Stuart Douglas was the younger son of Robert Douglas, medical officer of health for Moray and Nairn. Stuart was born in Aberdeen and attended Elgin Academy. He later studied medicine at Glasgow University. He never lost his love for his native country and, throughout the years, he and his family went back to spend holidays in Moray. He had a particular lifelong interest in the parish of Dallas. It was there his family’s roots went back hundreds of years. The old family home was the croft of Aultahuish a few miles from Dallas on the Knockando road.
From 1944 to 1945 he held resident house officer posts in surgery and medicine at the Western Infirmary, Glasgow. He joined the Royal Army Medical Corps in 1945 and in his three years in the army became a major and was mentioned in despatches for his service in Palestine during the troubled years following the Second World War. From 1950 to 1957 he served with RNVR Clyde division, retiring in 1957 with the rank of lieutenant-commander.
On returning to the UK in 1948 he worked as a house physician at the Royal Northern Infirmary, Inverness. From 1949 to 1951 he was a registrar in the department of medicine, Royal Infirmary, Glasgow. From 1951 to 1953 he was a MRC research fellow at the Radcliffe Infirmary, Oxford, and at the Postgraduate Medical School, Hammersmith, London. He returned to Glasgow Royal Infirmary in 1953 as lecturer in medicine and was subsequently appointed senior lecturer, until 1964, when Glasgow University appointed him as a reader. From 1970 to 1985 he was professor of medicine at Aberdeen University.
Douglas was a fellow of all the Royal Colleges of Physicians and a fellow of the Royal College of Pathologists. His academic attainments were recognised in USA with honorary fellowships of the College of Physicians and membership of the American Association of Physicians.
In 1965 he was seconded to the University of East Africa where he played a major part in the establishment of a new medical school in Nairobi. His contribution to East Africa was recognised with his appointment as an honorary professor of medicine at the University of East Africa.
His academic interests were in haemorrhagic disorders and thrombosis, clinical trials of anti-thrombotic therapy and seasonal variation in health and disease. At Oxford in 1951 he was heavily involved in proving that the intrinsic mechanism of blood coagulation was very powerful and identified some of its constituents and undertook the critical experiments leading eventually to identification of factor IX deficiency (Christmas disease). For thirty years he had a role in clinical trials of secondary prevention in coronary disease, starting with the MRC in 1955. For ten years he was secretary to the Medical Council’s trials of anti-coagulant therapy; for a further ten years he was the senior UK investigator in international studies of diapyridamole and aspirin. These responsibilities involved frequent visits to the United States as chairman of the mortality and morbidity committees. He also undertook the same role in clinical trials in Europe with Dutch, Belgian and French participation.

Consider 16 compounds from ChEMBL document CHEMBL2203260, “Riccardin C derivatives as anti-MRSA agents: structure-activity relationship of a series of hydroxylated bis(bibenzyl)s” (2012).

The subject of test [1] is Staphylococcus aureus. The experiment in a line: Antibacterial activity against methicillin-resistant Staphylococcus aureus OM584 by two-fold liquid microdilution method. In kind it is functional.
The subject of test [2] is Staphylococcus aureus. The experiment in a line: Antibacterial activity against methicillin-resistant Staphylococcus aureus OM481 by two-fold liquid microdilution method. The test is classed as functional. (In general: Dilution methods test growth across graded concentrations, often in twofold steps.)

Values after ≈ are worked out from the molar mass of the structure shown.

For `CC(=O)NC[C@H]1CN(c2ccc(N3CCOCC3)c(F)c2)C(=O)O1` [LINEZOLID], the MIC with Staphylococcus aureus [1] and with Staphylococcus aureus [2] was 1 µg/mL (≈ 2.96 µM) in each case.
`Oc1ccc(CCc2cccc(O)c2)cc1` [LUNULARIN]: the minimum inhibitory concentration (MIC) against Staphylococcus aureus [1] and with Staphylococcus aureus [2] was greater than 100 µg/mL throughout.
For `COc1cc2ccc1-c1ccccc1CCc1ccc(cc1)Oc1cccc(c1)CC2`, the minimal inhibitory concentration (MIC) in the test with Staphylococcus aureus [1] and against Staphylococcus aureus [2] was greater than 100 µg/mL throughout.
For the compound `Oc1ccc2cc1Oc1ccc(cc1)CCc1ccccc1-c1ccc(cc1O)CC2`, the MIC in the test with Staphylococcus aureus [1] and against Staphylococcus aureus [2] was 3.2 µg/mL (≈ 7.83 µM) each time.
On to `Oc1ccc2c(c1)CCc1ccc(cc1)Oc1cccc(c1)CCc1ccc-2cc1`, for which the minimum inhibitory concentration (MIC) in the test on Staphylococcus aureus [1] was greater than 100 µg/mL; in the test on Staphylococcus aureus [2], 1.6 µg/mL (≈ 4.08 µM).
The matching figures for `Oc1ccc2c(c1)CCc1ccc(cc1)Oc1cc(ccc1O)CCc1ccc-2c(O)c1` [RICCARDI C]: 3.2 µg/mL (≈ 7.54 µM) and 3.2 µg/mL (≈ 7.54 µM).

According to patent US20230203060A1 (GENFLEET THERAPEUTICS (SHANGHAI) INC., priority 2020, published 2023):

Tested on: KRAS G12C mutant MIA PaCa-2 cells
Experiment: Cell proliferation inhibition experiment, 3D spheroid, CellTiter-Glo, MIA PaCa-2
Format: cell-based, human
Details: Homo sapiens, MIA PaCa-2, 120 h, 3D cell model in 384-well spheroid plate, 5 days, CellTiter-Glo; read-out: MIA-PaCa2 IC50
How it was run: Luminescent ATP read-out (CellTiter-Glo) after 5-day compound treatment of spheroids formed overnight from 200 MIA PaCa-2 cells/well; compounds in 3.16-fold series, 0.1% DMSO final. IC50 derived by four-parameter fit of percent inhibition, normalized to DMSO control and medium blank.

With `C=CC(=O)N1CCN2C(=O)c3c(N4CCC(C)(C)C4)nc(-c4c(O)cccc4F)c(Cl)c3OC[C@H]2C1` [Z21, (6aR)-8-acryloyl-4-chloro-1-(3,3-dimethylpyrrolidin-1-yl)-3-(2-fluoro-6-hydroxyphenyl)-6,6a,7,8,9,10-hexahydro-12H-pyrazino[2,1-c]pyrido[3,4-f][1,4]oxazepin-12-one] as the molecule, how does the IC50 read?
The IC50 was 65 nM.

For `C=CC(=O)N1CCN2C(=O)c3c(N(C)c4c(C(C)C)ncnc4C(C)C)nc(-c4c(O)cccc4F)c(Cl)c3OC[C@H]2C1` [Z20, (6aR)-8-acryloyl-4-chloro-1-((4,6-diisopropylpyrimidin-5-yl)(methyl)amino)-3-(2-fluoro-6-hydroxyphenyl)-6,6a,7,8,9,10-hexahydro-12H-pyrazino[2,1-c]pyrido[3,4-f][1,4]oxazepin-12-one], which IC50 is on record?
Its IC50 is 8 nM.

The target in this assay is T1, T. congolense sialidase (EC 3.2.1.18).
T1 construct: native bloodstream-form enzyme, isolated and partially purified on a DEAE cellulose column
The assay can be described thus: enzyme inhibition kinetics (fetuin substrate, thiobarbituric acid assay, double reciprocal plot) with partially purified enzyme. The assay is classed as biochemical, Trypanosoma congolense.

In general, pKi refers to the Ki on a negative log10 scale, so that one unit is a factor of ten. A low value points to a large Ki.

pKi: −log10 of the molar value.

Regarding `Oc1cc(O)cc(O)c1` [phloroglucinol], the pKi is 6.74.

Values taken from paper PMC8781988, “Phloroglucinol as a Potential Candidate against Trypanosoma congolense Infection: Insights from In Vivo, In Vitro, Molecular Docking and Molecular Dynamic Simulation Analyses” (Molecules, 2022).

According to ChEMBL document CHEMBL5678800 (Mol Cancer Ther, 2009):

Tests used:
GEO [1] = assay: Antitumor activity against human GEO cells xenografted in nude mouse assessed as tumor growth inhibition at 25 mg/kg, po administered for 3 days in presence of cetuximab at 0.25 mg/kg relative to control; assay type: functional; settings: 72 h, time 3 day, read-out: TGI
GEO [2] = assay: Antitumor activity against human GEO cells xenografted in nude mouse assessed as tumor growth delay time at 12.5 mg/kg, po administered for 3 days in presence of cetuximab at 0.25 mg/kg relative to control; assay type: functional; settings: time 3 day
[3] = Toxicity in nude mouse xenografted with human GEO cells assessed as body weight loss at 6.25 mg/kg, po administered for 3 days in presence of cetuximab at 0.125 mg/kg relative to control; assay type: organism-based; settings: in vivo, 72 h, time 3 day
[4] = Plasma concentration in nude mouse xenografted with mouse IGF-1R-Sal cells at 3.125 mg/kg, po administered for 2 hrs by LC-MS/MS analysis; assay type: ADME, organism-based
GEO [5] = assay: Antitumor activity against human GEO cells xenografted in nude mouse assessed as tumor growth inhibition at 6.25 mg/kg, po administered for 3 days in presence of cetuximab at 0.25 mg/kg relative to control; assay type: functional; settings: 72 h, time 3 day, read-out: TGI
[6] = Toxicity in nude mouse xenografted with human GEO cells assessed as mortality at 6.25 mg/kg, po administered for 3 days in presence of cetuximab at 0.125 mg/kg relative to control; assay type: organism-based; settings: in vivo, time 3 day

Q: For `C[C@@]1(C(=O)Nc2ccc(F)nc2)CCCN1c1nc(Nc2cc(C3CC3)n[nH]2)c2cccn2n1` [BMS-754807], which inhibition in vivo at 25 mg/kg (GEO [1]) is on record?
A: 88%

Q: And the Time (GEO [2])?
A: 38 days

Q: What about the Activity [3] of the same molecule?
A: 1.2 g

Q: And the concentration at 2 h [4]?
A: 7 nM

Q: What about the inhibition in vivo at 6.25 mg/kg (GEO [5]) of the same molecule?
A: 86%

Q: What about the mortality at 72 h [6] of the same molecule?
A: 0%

His Medical Research Council responsibilities also included membership of a series of working parties. These addressed such issues as fibrinolysis, chronic myeloid leukaemia, the treatment of haemophilia, the treatment of acute leukaemia in adults and secondary prevention after myocardial infarction.
He was a founder member and past president of the British Society for Haematology and was also an elected member of the council of the Royal College of Physicians and Surgeons of Glasgow.
As Regius professor of medicine at the University of Aberdeen he also contributed to offshore medicine, as director of the Institute of Environmental and Offshore Medicine and as director of Medical Services Offshore Medical Support.
Apart from his major contribution to patient care in the Royal Infirmaries of Glasgow and Aberdeen, he taught undergraduates for over fifty years. He influenced the early professional lives of several postgraduates who became distinguished senior academics in haemostasis, thrombosis and vascular medicine in UK, USA, Canada and other countries around the world.
Following his retirement he continued to enjoy the intellectual challenge of research, continuing his own research on the seasonal variation in health and disease. This research resulted in the publication of 23 papers in peer review journals and the publication of a unique textbook (Seasonal variation in health and diseases: with sections on effects of weather and temperature, T M Allan and A S Douglas, London, NY, Mansell Publications, 1994).
Stuart Douglas married his wife Christine in 1954 and they had a son and a daughter. He died in Aberdeen.
G A McDonald
[References:Brit.med.J.,1999,318,197;RCPath Bulletin April 1999,15-16; Bull.RCP&SGlas March 1999,35-36]